Poilievre suggested he would rely on technology to reduce emissions, but he didn’t elaborate on what that means.
Bernstein says he finds it encouraging that Poilievre didn’t say much about climate change during the campaign trail, as it gives him flexibility, should he win.
“The question for him is how is he going to come up with a credible climate plan if he doesn’t want to use carbon pricing,” Bernstein says, and if he doesn’t want to take steps that could increase costs for consumers.
2. HEALTH CARE FINANCING
Several emergency rooms in Ontario were forced to close for some time this summer due to staffing shortages, underscoring the pressures of the workforce on the country’s health care system after two years of battling the COVID-19 pandemic.
Premiers have redoubled their efforts to ask Ottawa to increase health transfers to bring the federal share up to 35% from the current 22%.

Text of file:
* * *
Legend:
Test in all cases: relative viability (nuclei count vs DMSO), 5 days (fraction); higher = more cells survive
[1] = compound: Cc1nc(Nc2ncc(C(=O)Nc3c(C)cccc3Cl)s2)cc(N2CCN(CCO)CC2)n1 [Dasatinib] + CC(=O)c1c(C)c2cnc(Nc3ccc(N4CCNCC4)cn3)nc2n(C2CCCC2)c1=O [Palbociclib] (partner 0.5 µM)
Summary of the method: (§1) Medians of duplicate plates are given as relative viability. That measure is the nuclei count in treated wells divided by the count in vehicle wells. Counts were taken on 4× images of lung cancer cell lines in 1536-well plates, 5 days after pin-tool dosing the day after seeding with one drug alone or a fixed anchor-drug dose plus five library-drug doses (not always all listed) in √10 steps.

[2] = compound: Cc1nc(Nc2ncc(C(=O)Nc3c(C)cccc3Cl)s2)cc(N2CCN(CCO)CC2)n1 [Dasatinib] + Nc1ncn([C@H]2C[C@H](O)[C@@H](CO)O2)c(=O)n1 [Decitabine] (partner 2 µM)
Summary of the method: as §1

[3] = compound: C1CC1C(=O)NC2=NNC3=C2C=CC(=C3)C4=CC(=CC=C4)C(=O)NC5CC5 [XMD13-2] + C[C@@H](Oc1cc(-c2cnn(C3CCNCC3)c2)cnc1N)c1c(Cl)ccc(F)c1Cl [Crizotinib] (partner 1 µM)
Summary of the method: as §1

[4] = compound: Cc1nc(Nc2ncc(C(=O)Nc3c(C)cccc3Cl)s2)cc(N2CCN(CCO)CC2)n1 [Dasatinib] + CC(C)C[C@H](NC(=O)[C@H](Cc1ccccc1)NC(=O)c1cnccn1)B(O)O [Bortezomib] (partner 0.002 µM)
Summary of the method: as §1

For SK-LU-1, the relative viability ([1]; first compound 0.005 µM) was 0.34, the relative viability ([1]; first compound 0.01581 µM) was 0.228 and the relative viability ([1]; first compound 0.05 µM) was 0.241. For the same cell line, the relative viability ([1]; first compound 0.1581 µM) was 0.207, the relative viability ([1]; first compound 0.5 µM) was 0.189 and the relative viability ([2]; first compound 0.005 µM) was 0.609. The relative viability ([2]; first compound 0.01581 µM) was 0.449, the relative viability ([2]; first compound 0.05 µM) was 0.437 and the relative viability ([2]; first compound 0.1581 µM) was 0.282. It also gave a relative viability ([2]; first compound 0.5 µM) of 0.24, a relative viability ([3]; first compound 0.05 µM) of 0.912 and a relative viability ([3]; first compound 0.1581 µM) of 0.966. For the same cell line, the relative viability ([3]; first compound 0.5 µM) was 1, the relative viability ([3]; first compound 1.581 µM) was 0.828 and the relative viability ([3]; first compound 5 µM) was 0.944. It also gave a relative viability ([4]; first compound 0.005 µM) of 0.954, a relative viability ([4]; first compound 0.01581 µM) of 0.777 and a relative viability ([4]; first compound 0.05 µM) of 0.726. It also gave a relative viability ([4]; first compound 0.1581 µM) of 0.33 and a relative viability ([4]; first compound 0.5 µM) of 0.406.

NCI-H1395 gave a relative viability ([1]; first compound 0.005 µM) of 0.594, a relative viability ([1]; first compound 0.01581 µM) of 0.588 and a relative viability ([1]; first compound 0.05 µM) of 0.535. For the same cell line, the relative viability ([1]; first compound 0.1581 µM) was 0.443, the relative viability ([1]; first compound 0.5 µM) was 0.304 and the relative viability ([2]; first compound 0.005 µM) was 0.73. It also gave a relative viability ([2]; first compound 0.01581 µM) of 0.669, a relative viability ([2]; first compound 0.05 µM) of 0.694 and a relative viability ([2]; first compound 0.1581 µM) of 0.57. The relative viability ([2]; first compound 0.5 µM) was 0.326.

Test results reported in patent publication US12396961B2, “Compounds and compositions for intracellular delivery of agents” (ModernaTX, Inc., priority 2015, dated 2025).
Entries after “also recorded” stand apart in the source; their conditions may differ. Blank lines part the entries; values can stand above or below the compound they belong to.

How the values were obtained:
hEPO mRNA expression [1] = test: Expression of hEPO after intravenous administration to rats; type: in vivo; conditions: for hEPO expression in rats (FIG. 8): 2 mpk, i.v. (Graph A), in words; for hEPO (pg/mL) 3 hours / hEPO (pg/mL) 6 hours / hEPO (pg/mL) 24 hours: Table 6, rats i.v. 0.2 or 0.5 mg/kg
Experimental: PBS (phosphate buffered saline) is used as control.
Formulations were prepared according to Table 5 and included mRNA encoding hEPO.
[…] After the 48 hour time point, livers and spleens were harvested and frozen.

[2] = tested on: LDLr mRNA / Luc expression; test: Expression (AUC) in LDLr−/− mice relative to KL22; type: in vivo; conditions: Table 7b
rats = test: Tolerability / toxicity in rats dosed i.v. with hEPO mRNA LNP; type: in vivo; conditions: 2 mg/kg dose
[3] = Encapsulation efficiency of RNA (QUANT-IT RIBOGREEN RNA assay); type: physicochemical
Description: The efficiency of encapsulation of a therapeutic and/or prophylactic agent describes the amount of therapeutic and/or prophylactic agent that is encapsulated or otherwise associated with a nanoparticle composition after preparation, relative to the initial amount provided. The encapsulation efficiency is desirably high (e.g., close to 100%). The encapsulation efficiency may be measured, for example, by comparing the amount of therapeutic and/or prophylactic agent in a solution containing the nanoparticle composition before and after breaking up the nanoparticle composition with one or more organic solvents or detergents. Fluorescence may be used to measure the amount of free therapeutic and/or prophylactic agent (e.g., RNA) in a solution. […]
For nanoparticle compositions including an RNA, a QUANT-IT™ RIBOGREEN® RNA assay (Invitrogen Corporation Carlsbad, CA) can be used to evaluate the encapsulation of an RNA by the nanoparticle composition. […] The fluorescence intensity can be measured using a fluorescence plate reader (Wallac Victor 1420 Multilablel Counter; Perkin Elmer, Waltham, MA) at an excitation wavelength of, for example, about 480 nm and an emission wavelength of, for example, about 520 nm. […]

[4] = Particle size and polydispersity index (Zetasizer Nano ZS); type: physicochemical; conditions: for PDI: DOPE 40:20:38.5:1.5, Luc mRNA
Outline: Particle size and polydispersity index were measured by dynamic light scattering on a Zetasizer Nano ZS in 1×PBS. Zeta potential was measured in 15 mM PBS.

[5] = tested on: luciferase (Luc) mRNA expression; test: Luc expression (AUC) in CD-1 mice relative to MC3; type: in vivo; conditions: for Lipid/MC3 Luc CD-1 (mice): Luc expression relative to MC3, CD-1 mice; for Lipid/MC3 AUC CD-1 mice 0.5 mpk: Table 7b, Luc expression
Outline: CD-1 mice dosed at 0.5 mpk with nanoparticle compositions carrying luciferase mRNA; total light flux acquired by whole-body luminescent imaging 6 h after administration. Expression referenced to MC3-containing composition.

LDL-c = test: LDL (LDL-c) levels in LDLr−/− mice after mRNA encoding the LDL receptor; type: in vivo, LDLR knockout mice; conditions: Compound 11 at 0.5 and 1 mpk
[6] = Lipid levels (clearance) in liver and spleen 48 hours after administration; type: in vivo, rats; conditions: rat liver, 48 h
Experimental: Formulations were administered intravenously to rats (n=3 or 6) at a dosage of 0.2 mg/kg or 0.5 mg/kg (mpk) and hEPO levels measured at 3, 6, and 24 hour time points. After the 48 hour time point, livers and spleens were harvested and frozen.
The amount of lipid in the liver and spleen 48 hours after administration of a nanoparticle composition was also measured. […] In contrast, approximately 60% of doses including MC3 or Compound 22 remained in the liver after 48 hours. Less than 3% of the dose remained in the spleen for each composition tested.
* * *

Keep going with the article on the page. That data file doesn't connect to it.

Poilievre did not say how he would respond to that request or detail what he would do to help reduce the long wait times that impede Canadians’ access to procedures and services.
What he said was that the provinces are best equipped to make decisions about service delivery. He also said that under the former Conservative government of Stephen Harper, health care transfers increased by 6% per year. This amount was negotiated by the former Liberal government of Paul Martin. The Harper government has said the annual increase will be reduced to a minimum of 3% in 2016-17. The Trudeau government kept this formula with the smallest increases.
Poilievre also pledged to ensure that provinces accelerate the approval of professional credentials for immigrants, including trained nurses.